In the lead-up to a much-anticipated hearing at the U.S. International Trade Commission (ITC) next week, the two co-petitioners behind the Section 201 case, Suniva and SolarWorld Americas, have released an analysis claiming that new trade actions against solar imports would create, not kill, jobs. The study contradicts a previous analysis from the Solar Energy Industries Association (SEIA), a major opponent of the trade petition.
In a joint announcement, Suniva and SolarWorld Americas say their new analysis finds that if the ITC decides to impose an “effective remedy” in the case, it would result in a net increase of at least 114,800 new jobs across all segments of the U.S. solar industry, including up to 45,000 new U.S. manufacturing jobs. According to Christian Hudson, counsel for Suniva, the analysis covers the impact of Suniva’s proposed initial import tariff of $0.40/W per cell, with a minimum import price of $0.78/W per module (which is inclusive of the $0.40/W cell tariff).
In the announcement, Juergen Stein, CEO of SolarWorld Americas Inc., says, “We need to ensure that the next generation of solar technology is developed here in the United States. In order to have a strong solar industry, America needs to have a strong solar manufacturing industry. With growth in manufacturing will come investment, R&D, and many thousands of additional solar industry jobs here in America.”
“This is about bringing investment back to the U.S. solar manufacturing sector. A healthy industry should create jobs in the entire value chain, including manufacturing,” adds Matt Card, Suniva’s executive vice president of commercial operations. “This conservative analysis, using well-established U.S. Department of Commerce formulas, shows that this safeguard action can create huge impact in the manufacturing sector, even as we continue to see tremendous growth in solar installations.”
According to the announcement, the analysis is based on a publicly available model developed by the U.S. Department of Commerce and GTM Research and finds the following:
100,000 New Non-Manufacturing Jobs: Non-manufacturing jobs in the U.S. solar industry would increase by nearly 100,000, including over 65,000 installation jobs;
45,000 New Manufacturing Jobs: Stabilization of U.S. prices that allows the U.S. to add even modest levels of new solar cell and module production capacity would create over 45,000 new manufacturing jobs;
Capacity Doubles by 2022: Installed solar capacity in the U.S. would increase every year between 2018 and 2022, with total installed capacity more than doubling by 2022; and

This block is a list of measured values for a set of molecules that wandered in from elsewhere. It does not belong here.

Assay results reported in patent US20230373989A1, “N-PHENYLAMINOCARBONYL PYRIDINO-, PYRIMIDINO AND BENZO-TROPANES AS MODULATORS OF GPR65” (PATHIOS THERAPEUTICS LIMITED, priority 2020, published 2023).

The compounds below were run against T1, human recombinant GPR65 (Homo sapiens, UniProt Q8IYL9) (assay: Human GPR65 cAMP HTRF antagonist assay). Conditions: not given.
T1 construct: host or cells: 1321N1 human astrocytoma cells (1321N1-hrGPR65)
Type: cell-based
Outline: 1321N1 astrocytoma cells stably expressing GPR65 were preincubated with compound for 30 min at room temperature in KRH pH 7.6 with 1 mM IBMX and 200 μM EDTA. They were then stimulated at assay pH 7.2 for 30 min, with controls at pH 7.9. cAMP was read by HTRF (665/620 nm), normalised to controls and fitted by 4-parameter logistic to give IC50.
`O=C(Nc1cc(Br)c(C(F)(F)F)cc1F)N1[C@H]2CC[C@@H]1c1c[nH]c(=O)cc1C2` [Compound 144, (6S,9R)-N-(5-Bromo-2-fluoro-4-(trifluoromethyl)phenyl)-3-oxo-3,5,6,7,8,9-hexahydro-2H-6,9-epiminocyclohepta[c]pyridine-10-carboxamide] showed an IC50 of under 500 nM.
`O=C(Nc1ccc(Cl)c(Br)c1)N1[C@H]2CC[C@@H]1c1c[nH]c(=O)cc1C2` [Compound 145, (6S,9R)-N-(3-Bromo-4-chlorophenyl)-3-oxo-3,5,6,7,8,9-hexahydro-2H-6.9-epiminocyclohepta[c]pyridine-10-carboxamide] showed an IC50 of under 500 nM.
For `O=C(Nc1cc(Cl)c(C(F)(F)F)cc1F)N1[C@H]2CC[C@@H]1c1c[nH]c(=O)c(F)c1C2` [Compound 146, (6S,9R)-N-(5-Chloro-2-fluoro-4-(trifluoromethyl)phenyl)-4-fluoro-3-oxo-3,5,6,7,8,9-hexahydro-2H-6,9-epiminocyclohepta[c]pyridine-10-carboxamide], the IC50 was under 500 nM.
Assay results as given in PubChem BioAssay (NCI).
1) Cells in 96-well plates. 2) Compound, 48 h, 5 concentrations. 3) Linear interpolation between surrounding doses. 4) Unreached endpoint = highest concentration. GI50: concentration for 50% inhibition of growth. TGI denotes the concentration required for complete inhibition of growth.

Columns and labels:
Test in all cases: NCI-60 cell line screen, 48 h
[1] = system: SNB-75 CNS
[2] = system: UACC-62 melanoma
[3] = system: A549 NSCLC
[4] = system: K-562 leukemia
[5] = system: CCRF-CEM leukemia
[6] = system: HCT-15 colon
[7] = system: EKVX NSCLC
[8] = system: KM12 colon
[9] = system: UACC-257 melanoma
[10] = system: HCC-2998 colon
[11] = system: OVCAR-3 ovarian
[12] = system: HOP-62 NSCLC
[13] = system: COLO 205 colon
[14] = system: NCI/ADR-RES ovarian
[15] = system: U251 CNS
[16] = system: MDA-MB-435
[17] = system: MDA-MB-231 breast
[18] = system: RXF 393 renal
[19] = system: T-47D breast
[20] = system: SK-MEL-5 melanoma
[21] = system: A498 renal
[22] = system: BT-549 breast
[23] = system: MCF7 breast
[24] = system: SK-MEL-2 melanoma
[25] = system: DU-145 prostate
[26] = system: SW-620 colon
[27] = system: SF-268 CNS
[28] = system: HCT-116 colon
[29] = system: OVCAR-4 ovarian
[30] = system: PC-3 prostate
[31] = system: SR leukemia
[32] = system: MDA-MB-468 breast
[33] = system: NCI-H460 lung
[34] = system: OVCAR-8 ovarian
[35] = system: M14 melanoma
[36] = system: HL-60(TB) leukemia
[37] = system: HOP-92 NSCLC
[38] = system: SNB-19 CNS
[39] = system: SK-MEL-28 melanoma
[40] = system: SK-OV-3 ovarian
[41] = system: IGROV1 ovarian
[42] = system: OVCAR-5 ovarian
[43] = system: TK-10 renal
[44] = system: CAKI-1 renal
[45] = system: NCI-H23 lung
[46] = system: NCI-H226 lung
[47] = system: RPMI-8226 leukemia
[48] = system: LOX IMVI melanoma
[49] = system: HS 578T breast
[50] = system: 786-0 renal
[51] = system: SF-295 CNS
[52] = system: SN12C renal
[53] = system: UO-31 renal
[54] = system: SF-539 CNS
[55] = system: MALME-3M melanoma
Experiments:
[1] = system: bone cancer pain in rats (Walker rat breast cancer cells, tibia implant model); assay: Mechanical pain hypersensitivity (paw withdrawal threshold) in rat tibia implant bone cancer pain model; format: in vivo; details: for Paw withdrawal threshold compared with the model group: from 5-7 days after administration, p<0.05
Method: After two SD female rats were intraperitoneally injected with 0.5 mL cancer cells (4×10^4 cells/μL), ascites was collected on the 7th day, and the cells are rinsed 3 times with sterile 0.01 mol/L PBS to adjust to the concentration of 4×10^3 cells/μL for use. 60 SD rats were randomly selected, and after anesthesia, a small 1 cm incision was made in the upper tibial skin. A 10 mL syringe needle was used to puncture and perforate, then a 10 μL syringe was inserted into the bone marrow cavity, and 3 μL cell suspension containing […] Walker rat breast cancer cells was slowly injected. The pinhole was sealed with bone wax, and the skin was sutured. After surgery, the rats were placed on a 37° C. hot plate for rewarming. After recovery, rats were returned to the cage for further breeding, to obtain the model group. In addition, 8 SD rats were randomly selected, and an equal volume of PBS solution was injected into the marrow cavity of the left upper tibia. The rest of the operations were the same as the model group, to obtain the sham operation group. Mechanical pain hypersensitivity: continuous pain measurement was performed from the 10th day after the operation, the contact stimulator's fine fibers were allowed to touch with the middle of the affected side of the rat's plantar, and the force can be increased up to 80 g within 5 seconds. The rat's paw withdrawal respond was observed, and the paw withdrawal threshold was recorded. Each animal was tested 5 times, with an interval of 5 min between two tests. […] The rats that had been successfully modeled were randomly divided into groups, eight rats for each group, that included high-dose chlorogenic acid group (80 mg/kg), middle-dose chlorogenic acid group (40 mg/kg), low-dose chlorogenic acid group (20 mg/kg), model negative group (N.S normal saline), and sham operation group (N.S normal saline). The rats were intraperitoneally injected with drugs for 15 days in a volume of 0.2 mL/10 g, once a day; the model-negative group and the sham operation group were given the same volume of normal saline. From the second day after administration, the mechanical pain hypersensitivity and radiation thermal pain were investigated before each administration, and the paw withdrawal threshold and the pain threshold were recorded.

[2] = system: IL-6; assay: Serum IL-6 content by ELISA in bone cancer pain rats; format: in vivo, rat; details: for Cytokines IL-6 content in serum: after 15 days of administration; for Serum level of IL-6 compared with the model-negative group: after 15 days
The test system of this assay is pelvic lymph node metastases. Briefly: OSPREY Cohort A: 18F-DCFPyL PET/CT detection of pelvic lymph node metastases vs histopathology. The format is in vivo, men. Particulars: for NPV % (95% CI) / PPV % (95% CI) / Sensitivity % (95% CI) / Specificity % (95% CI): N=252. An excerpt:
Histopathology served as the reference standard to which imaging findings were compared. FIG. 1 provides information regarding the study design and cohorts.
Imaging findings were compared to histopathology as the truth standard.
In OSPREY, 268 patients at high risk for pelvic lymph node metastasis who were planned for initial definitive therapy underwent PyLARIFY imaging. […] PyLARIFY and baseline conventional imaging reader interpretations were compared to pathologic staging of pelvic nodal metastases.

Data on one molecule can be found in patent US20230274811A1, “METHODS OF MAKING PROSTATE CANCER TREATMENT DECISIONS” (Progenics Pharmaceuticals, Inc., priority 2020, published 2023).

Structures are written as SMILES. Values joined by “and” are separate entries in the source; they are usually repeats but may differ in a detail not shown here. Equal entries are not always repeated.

$3.3 Billion in New Wages: Capacity expansion will generate $2.5 billion in additional economic output and $3.3 billion in new wages.
The report comes after SEIA, which is leading a fight against the Section 201 case, released its own analysis in June claiming that 88,000 U.S. solar jobs would be lost next year if the ITC imposes trade protections.
Abigail Ross Hopper, president and CEO of SEIA, has spoken out against the new analysis from Suniva and SolarWorld Americas.
“The notion that doubling the price of solar panels would somehow increase demand and create jobs is preposterous,” argues Hopper. “Careful and thoughtful analysis, not only by the Solar Energy Industries Association, but also Bloomberg New Energy Finance, Clearview Energy Partners, Goldman Sachs and GTM, bears this out. Additionally, SEIA has spoken with dozens of manufacturers in the supply chain who ardently oppose this petition because the projected decline in demand will force them to lay off workers. SEIA’s members know what impact this will have on their ability to produce jobs; companies working in the solar industry today have been clear that Suniva’s sought-after remedy will be devastating to the American solar industry.”
On Aug. 15, the ITC will hold an injury determination hearing in Washington, D.C. Only if the ITC were to rule that solar imports are, indeed, causing injury by Sept. 22, the agency would recommend a trade remedy to President Donald Trump by Nov. 13. The president would then make the final decision.
To learn more details about the Section 201 case, check out an article from Solar Industry’s July issue here.
Photo courtesy of SolarWorld